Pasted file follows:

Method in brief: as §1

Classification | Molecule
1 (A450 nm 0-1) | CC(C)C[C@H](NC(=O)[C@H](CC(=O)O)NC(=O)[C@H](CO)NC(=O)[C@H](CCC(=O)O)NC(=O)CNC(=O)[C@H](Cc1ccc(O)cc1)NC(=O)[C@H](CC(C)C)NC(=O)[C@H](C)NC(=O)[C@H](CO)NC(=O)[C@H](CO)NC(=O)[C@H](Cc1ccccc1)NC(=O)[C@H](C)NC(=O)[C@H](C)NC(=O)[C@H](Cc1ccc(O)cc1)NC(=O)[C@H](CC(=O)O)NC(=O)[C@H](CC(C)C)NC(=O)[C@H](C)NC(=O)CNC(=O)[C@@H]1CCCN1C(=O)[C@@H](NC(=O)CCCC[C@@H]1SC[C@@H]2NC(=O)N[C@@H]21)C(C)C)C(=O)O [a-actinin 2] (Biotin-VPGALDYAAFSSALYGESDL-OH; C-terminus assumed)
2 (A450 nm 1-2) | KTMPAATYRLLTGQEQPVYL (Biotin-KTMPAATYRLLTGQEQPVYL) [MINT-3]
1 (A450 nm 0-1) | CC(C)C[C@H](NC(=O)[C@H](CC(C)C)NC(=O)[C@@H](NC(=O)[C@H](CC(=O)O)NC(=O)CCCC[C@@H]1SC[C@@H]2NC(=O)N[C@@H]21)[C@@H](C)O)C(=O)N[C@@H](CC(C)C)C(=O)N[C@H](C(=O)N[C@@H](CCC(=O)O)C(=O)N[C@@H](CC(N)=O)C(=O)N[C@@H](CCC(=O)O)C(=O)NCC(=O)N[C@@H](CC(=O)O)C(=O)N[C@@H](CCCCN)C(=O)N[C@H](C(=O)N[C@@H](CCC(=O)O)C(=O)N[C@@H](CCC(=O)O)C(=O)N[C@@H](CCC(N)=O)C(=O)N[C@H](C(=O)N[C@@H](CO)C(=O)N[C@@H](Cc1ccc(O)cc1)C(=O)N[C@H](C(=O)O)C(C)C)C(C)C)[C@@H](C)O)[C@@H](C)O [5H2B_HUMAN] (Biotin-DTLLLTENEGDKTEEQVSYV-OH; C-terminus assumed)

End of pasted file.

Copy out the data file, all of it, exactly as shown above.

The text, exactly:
Method in brief: as §1

Classification | Molecule
1 (A450 nm 0-1) | CC(C)C[C@H](NC(=O)[C@H](CC(=O)O)NC(=O)[C@H](CO)NC(=O)[C@H](CCC(=O)O)NC(=O)CNC(=O)[C@H](Cc1ccc(O)cc1)NC(=O)[C@H](CC(C)C)NC(=O)[C@H](C)NC(=O)[C@H](CO)NC(=O)[C@H](CO)NC(=O)[C@H](Cc1ccccc1)NC(=O)[C@H](C)NC(=O)[C@H](C)NC(=O)[C@H](Cc1ccc(O)cc1)NC(=O)[C@H](CC(=O)O)NC(=O)[C@H](CC(C)C)NC(=O)[C@H](C)NC(=O)CNC(=O)[C@@H]1CCCN1C(=O)[C@@H](NC(=O)CCCC[C@@H]1SC[C@@H]2NC(=O)N[C@@H]21)C(C)C)C(=O)O [a-actinin 2] (Biotin-VPGALDYAAFSSALYGESDL-OH; C-terminus assumed)
2 (A450 nm 1-2) | KTMPAATYRLLTGQEQPVYL (Biotin-KTMPAATYRLLTGQEQPVYL) [MINT-3]
1 (A450 nm 0-1) | CC(C)C[C@H](NC(=O)[C@H](CC(C)C)NC(=O)[C@@H](NC(=O)[C@H](CC(=O)O)NC(=O)CCCC[C@@H]1SC[C@@H]2NC(=O)N[C@@H]21)[C@@H](C)O)C(=O)N[C@@H](CC(C)C)C(=O)N[C@H](C(=O)N[C@@H](CCC(=O)O)C(=O)N[C@@H](CC(N)=O)C(=O)N[C@@H](CCC(=O)O)C(=O)NCC(=O)N[C@@H](CC(=O)O)C(=O)N[C@@H](CCCCN)C(=O)N[C@H](C(=O)N[C@@H](CCC(=O)O)C(=O)N[C@@H](CCC(=O)O)C(=O)N[C@@H](CCC(N)=O)C(=O)N[C@H](C(=O)N[C@@H](CO)C(=O)N[C@@H](Cc1ccc(O)cc1)C(=O)N[C@H](C(=O)O)C(C)C)C(C)C)[C@@H](C)O)[C@@H](C)O [5H2B_HUMAN] (Biotin-DTLLLTENEGDKTEEQVSYV-OH; C-terminus assumed)